Microsoft is countering Apple's iPad Pro and plans to target Corporate America with its main assets in the enterprise---distribution and partners.
Mary Jo Foley reported that Dell and HP will resell Microsoft's Surface and supplement them with enterprise services and apps. Avanade/Accenture will build new Windows 10 business apps under the guise of the Surface Enterprise Initiative. Microsoft execs also hinted that more distribution deals are in the offing.
If you size up the Surface partnership players only Accenture can play the multiplatform game. HP, Dell and Microsoft all need the Windows ecosystem to thrive.
Apple's long-awaited iPad Pro is expected to be revealed Wednesday. According to 9to5Mac, the iPad Pro will have a 12.9-inch display and a keyboard and stylus sold separately.
If the iPad Pro sounds a bit like the Surface that's because the two devices rhyme.
More importantly, the enterprise will be choosing a platform as well as a device. As noted before, the iPad Pro isn't a slam dunk for corporations. In many respects, the Macbook may be a better choice. Meanwhile, corporations want either laptops or 2-in-1 devices. Apple's challenge will be pitch the iPad Pro as a laptop replacement. Microsoft has made that argument with the Surface for years.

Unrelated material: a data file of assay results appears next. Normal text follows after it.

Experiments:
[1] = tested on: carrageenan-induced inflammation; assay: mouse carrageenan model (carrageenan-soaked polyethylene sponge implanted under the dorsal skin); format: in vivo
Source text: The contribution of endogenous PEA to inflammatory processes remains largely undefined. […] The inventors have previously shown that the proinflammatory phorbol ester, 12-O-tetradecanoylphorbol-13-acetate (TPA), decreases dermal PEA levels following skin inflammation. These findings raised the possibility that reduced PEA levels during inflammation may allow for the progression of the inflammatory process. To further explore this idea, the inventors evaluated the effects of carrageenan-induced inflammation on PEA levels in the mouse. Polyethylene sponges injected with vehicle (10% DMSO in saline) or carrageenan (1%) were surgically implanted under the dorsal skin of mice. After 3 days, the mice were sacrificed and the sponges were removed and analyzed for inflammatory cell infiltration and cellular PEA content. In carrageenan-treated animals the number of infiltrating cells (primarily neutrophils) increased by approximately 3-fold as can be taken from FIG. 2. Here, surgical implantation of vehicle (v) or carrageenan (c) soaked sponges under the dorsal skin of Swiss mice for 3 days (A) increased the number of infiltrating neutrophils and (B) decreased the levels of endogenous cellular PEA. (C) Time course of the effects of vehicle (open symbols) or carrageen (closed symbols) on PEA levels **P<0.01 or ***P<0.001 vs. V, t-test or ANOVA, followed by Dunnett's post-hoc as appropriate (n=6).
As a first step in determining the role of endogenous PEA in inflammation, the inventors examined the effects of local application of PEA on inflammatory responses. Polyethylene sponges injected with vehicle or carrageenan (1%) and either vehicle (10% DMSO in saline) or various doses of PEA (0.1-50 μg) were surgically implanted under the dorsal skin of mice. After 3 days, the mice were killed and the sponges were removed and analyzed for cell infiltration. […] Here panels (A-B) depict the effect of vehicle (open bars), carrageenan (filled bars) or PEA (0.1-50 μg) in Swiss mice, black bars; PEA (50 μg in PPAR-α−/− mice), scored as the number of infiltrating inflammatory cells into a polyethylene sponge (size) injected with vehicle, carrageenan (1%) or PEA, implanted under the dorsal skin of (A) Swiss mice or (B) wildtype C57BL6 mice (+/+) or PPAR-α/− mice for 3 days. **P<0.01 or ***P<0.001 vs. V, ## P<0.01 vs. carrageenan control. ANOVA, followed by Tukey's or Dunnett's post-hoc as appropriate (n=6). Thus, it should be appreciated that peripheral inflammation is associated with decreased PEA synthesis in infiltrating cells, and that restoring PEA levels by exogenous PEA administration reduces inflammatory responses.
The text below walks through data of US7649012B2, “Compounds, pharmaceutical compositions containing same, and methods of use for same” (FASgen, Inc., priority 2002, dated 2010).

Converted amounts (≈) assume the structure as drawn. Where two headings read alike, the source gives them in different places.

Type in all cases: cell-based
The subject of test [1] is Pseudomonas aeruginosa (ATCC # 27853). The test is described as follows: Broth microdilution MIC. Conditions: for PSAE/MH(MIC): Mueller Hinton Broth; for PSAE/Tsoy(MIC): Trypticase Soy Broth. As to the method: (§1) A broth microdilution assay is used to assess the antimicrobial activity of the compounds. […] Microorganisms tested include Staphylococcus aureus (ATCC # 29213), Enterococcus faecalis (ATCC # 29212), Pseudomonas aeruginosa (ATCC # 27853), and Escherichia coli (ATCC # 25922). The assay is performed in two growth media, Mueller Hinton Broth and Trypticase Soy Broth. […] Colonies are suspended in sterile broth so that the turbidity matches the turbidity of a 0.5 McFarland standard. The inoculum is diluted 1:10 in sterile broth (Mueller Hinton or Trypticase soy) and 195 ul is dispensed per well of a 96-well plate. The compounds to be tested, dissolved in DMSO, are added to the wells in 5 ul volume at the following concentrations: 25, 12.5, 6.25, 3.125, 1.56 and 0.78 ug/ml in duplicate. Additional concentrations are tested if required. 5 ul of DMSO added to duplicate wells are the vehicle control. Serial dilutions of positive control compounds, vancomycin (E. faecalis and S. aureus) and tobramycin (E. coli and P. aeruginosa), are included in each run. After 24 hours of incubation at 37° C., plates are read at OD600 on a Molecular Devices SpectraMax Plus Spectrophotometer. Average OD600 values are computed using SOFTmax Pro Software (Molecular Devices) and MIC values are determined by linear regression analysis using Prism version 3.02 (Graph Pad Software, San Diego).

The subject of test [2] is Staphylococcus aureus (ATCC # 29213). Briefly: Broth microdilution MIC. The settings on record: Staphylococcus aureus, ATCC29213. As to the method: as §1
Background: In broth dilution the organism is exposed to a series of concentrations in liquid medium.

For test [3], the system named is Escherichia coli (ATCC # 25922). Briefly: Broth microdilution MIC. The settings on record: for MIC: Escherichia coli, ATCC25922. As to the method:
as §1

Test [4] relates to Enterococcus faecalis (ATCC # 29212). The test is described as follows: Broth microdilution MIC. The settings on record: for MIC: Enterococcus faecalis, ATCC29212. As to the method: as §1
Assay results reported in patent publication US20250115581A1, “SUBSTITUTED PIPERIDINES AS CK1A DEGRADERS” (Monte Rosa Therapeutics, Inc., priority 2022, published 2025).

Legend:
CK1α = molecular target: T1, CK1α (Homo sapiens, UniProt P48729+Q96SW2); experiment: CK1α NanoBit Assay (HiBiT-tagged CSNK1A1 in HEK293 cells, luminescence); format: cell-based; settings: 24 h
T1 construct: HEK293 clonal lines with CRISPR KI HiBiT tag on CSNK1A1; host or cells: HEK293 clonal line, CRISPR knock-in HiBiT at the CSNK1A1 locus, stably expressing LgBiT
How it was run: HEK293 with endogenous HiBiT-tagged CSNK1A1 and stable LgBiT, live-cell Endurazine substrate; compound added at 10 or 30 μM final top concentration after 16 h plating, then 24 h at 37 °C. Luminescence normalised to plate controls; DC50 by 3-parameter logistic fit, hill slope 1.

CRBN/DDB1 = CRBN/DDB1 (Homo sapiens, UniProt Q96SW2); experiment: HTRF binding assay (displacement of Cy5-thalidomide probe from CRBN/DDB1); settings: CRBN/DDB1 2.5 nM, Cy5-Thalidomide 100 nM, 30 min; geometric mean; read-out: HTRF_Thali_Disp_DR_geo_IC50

However, the Windows ecosystem can't afford to let Apple via OS X or iOS dominate the enterprise app discussion.
Accenture's role in the Surface partnership is to create industry specific applications that are unique to Microsoft's tablet/laptop. Sound familiar? The Accenture-Microsoft partnership rhymes with the Apple-IBM deal.
Microsoft's Surface distribution barrage aims to make it easier for enterprises to support the device. HP and Dell will deliver support. Accenture will integrate.
The bet here is that corporations will stick with the platform they've already bet on---Windows. Now that Windows 10 has landed and enterprises are likely to see it as a screen unification tool you're going to see more Microsoft partnerships similar to the one it cut with Dell and HP. The enterprise isn't the consumer market. Distribution may matter more.